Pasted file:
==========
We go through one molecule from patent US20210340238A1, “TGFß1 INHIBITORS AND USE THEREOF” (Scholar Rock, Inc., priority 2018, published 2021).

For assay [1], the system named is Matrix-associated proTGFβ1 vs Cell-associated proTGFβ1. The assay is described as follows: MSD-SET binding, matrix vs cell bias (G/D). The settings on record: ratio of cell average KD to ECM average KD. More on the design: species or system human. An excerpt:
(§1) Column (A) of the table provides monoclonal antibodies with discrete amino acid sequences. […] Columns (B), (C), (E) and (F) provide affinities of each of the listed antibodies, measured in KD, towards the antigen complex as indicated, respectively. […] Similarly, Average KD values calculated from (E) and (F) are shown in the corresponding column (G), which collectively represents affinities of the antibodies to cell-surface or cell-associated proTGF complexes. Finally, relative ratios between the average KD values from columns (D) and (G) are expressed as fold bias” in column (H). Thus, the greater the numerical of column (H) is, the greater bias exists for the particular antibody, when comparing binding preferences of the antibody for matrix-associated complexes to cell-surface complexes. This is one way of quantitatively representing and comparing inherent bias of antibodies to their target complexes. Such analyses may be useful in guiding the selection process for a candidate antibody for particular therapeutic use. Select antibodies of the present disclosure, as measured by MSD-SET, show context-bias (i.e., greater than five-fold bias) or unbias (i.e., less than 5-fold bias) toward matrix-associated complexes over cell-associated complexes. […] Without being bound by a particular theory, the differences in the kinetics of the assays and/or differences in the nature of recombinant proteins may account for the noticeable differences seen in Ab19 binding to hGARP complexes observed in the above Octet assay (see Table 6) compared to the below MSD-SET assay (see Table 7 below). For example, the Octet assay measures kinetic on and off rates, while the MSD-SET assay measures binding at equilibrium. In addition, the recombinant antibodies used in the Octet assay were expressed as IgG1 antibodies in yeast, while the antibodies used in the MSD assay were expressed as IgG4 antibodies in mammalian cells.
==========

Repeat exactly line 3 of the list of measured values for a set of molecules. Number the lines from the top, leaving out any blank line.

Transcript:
(§1) Column (A) of the table provides monoclonal antibodies with discrete amino acid sequences. […] Columns (B), (C), (E) and (F) provide affinities of each of the listed antibodies, measured in KD, towards the antigen complex as indicated, respectively. […] Similarly, Average KD values calculated from (E) and (F) are shown in the corresponding column (G), which collectively represents affinities of the antibodies to cell-surface or cell-associated proTGF complexes. Finally, relative ratios between the average KD values from columns (D) and (G) are expressed as fold bias” in column (H). Thus, the greater the numerical of column (H) is, the greater bias exists for the particular antibody, when comparing binding preferences of the antibody for matrix-associated complexes to cell-surface complexes. This is one way of quantitatively representing and comparing inherent bias of antibodies to their target complexes. Such analyses may be useful in guiding the selection process for a candidate antibody for particular therapeutic use. Select antibodies of the present disclosure, as measured by MSD-SET, show context-bias (i.e., greater than five-fold bias) or unbias (i.e., less than 5-fold bias) toward matrix-associated complexes over cell-associated complexes. […] Without being bound by a particular theory, the differences in the kinetics of the assays and/or differences in the nature of recombinant proteins may account for the noticeable differences seen in Ab19 binding to hGARP complexes observed in the above Octet assay (see Table 6) compared to the below MSD-SET assay (see Table 7 below). For example, the Octet assay measures kinetic on and off rates, while the MSD-SET assay measures binding at equilibrium. In addition, the recombinant antibodies used in the Octet assay were expressed as IgG1 antibodies in yeast, while the antibodies used in the MSD assay were expressed as IgG4 antibodies in mammalian cells.